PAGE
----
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This is an article that I wrote for the “Speaking of Religion” column in the Bennington Banner. Here is a link to the Banner article:,530491?

Like many of us, I was moved on January 15th when roughly a hundred people gathered on a cold winter evening to honor the legacy of Rev. Dr. Martin Luther King, Jr. A few dozen came together at Four Corners to sing songs of protest, and many more joined in at the Oldcastle Theater to share fellowship and hear speakers. Together we celebrated Dr. King’s vision of the Beloved Community and bore witness to the fact that the Beloved Community has yet to be fully realized.

Each of the speakers rose to describe for us, in part, what the Beloved Community meant to them. Though each of those who spoke addressed their context, together all of those visions helped to build a more complete picture of what the Beloved Community might be.

As a Christian and a pastor, the Beloved Community is especially important to me. it is at the heart of what it means to be a Christian. Literally. Over and over again translations of the New Testament use the word “church,” and, though the sense of the word rings true in translation, the literal meaning of the word translated into “church” is more accurately “assembly,” or “gathering.”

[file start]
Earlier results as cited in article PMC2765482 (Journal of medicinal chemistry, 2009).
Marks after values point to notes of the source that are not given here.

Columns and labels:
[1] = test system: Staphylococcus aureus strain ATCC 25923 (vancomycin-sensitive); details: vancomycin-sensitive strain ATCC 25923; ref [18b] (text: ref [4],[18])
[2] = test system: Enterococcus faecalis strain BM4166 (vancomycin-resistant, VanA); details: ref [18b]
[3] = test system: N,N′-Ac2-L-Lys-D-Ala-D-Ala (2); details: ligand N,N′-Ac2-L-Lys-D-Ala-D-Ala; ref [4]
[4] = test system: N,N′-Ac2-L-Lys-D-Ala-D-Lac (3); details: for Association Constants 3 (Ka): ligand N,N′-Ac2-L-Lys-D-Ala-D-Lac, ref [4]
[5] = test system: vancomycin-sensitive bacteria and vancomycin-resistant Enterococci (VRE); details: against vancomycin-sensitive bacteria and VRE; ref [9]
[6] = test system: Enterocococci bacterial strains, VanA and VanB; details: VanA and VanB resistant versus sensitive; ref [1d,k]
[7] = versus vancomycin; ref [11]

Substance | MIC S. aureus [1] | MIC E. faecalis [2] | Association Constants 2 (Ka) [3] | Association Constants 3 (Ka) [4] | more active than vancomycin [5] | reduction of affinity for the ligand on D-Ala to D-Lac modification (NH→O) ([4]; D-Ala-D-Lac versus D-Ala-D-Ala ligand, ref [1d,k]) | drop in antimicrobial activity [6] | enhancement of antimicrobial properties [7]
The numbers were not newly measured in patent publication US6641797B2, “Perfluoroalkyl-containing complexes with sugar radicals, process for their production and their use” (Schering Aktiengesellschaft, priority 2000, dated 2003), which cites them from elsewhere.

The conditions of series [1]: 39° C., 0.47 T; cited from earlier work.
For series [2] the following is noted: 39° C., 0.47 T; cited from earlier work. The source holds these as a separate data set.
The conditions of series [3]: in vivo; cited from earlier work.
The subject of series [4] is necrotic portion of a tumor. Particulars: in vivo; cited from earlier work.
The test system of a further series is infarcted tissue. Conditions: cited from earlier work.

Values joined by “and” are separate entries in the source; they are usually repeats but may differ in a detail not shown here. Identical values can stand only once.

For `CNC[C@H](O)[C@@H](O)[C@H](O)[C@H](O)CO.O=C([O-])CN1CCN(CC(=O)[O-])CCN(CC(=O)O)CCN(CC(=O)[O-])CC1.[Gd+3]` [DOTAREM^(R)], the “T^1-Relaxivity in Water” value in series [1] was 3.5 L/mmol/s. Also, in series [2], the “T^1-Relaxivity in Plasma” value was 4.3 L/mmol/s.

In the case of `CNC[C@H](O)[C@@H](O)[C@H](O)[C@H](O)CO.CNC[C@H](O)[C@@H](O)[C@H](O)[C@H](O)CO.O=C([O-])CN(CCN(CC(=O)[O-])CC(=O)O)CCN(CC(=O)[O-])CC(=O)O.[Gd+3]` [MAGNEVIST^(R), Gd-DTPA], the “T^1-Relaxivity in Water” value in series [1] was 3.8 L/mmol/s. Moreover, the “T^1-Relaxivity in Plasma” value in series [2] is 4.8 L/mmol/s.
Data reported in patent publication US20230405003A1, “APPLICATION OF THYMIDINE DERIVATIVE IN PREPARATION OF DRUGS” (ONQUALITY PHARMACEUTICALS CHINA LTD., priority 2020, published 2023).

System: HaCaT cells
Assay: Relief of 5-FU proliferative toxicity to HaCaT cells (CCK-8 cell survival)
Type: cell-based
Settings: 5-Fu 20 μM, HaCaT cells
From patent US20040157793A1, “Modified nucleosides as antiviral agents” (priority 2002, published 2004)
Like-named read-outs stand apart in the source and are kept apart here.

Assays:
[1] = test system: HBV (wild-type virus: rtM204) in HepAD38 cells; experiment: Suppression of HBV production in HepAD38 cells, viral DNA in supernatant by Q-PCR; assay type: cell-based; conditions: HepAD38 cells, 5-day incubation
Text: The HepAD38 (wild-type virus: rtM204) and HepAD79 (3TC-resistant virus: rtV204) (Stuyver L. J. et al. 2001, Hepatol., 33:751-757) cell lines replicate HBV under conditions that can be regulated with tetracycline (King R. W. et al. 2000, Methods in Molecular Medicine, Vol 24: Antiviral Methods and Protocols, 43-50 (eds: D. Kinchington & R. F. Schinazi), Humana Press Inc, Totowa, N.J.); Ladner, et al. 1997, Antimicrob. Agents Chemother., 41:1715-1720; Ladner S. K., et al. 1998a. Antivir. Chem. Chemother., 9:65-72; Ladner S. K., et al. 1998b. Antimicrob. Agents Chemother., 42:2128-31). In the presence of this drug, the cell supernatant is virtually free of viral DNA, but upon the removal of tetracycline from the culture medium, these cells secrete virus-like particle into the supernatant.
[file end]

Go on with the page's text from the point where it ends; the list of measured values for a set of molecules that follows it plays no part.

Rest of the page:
Or “community.”

In that sense, the very first time the word appears in the New Testament Jesus says to his Disciple, “You are Peter, and on this rock I will build my community “

I have come to Bennington to start a new faith community for the United Methodist Church, a new community honoring the legacy of the past, but looking to the future with hope and purpose. Will this community be a church with dynamic, energetic, Spirit-filled worship and powerful music? Will it be a missional community, developing deep roots in our neighborhoods, working to share one another’s hardships and vulnerabilities? The answer to both of those questions, God willing, is yes.

But before it can be a church, it has to be a community. A community in which we wrestle with doubt and skepticism without judgment or condemnation, as we walk our faith journey together. A community in which we seek to grow by learning from one another with open minds and hearts. A community in which we stand with our neighbors sharing both life’s struggles, and life’s joys, spiritually and emotionally, and with practical and tangible action.

A community in which all are welcome, without qualification, because we are all beloved children of God.

Community is at the foundation of what it means to be human. Community is in our DNA. We are not meant to exist in isolation. We are built to live together, work together, struggle together, win together, fail together, seek together, doubt together, and learn together.

Most of all, we are meant to love together, not as an emotional state, but in action, reaching out beyond our preconceptions to say to those around us, you are my sister, and you are my brother, and whatever burdens we may have to bear, they’re easier when we share them.

In fellowship. In community.